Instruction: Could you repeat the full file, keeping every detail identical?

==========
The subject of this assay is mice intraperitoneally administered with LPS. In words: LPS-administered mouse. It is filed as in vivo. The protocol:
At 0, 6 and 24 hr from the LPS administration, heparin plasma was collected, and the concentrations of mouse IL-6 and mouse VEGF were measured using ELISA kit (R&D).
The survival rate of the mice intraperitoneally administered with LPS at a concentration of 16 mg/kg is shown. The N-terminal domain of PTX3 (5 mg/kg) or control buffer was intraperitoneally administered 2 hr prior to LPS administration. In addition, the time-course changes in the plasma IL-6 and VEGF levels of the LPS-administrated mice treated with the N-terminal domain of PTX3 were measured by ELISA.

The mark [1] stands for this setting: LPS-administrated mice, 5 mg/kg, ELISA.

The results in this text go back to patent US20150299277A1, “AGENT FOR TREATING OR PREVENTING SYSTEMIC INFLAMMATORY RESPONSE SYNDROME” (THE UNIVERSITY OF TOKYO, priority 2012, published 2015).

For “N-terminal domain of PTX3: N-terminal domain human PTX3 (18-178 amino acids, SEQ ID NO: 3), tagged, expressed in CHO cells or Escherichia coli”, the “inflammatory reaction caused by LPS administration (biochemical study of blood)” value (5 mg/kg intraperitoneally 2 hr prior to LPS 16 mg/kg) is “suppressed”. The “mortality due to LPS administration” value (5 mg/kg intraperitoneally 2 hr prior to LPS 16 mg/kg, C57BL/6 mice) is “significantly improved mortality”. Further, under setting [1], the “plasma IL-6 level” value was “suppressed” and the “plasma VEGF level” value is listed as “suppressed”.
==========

The subject of this assay is mice intraperitoneally administered with LPS. In words: LPS-administered mouse. It is filed as in vivo. The protocol:
At 0, 6 and 24 hr from the LPS administration, heparin plasma was collected, and the concentrations of mouse IL-6 and mouse VEGF were measured using ELISA kit (R&D).
The survival rate of the mice intraperitoneally administered with LPS at a concentration of 16 mg/kg is shown. The N-terminal domain of PTX3 (5 mg/kg) or control buffer was intraperitoneally administered 2 hr prior to LPS administration. In addition, the time-course changes in the plasma IL-6 and VEGF levels of the LPS-administrated mice treated with the N-terminal domain of PTX3 were measured by ELISA.

The mark [1] stands for this setting: LPS-administrated mice, 5 mg/kg, ELISA.

The results in this text go back to patent US20150299277A1, “AGENT FOR TREATING OR PREVENTING SYSTEMIC INFLAMMATORY RESPONSE SYNDROME” (THE UNIVERSITY OF TOKYO, priority 2012, published 2015).

For “N-terminal domain of PTX3: N-terminal domain human PTX3 (18-178 amino acids, SEQ ID NO: 3), tagged, expressed in CHO cells or Escherichia coli”, the “inflammatory reaction caused by LPS administration (biochemical study of blood)” value (5 mg/kg intraperitoneally 2 hr prior to LPS 16 mg/kg) is “suppressed”. The “mortality due to LPS administration” value (5 mg/kg intraperitoneally 2 hr prior to LPS 16 mg/kg, C57BL/6 mice) is “significantly improved mortality”. Further, under setting [1], the “plasma IL-6 level” value was “suppressed” and the “plasma VEGF level” value is listed as “suppressed”.